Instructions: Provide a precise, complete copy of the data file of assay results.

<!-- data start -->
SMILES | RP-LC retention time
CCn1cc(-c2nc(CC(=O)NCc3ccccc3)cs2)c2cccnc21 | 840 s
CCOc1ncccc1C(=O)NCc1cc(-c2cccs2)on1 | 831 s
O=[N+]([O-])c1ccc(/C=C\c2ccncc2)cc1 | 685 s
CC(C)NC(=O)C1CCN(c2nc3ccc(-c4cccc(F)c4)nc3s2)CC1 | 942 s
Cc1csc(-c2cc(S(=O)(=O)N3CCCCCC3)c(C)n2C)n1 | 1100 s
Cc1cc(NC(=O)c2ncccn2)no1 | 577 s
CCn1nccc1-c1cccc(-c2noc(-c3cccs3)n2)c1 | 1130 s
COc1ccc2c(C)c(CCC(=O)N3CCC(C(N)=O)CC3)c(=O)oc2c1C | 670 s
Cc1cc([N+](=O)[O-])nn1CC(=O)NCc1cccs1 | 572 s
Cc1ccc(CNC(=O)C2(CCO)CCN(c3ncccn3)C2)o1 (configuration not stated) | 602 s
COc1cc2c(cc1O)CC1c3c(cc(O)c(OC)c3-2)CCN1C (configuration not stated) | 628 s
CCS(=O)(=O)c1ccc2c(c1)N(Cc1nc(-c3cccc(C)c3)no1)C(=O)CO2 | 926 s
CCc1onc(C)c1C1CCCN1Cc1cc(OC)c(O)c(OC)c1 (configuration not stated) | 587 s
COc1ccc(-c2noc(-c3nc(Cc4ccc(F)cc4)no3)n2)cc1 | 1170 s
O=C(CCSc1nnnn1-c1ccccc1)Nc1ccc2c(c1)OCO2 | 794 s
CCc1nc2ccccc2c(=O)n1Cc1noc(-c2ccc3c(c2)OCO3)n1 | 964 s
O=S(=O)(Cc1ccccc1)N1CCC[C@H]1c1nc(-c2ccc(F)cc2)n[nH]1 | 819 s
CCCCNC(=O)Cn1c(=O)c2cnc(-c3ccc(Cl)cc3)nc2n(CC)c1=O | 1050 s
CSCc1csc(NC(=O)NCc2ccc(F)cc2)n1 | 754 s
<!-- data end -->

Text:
SMILES | RP-LC retention time
CCn1cc(-c2nc(CC(=O)NCc3ccccc3)cs2)c2cccnc21 | 840 s
CCOc1ncccc1C(=O)NCc1cc(-c2cccs2)on1 | 831 s
O=[N+]([O-])c1ccc(/C=C\c2ccncc2)cc1 | 685 s
CC(C)NC(=O)C1CCN(c2nc3ccc(-c4cccc(F)c4)nc3s2)CC1 | 942 s
Cc1csc(-c2cc(S(=O)(=O)N3CCCCCC3)c(C)n2C)n1 | 1100 s
Cc1cc(NC(=O)c2ncccn2)no1 | 577 s
CCn1nccc1-c1cccc(-c2noc(-c3cccs3)n2)c1 | 1130 s
COc1ccc2c(C)c(CCC(=O)N3CCC(C(N)=O)CC3)c(=O)oc2c1C | 670 s
Cc1cc([N+](=O)[O-])nn1CC(=O)NCc1cccs1 | 572 s
Cc1ccc(CNC(=O)C2(CCO)CCN(c3ncccn3)C2)o1 (configuration not stated) | 602 s
COc1cc2c(cc1O)CC1c3c(cc(O)c(OC)c3-2)CCN1C (configuration not stated) | 628 s
CCS(=O)(=O)c1ccc2c(c1)N(Cc1nc(-c3cccc(C)c3)no1)C(=O)CO2 | 926 s
CCc1onc(C)c1C1CCCN1Cc1cc(OC)c(O)c(OC)c1 (configuration not stated) | 587 s
COc1ccc(-c2noc(-c3nc(Cc4ccc(F)cc4)no3)n2)cc1 | 1170 s
O=C(CCSc1nnnn1-c1ccccc1)Nc1ccc2c(c1)OCO2 | 794 s
CCc1nc2ccccc2c(=O)n1Cc1noc(-c2ccc3c(c2)OCO3)n1 | 964 s
O=S(=O)(Cc1ccccc1)N1CCC[C@H]1c1nc(-c2ccc(F)cc2)n[nH]1 | 819 s
CCCCNC(=O)Cn1c(=O)c2cnc(-c3ccc(Cl)cc3)nc2n(CC)c1=O | 1050 s
CSCc1csc(NC(=O)NCc2ccc(F)cc2)n1 | 754 s